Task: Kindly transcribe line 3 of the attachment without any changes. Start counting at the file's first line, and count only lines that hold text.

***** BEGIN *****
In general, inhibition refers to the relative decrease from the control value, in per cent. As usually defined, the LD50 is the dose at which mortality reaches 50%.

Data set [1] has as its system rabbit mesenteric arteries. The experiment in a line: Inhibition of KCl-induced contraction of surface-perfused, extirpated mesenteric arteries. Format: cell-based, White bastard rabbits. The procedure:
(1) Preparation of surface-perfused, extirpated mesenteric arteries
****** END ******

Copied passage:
(1) Preparation of surface-perfused, extirpated mesenteric arteries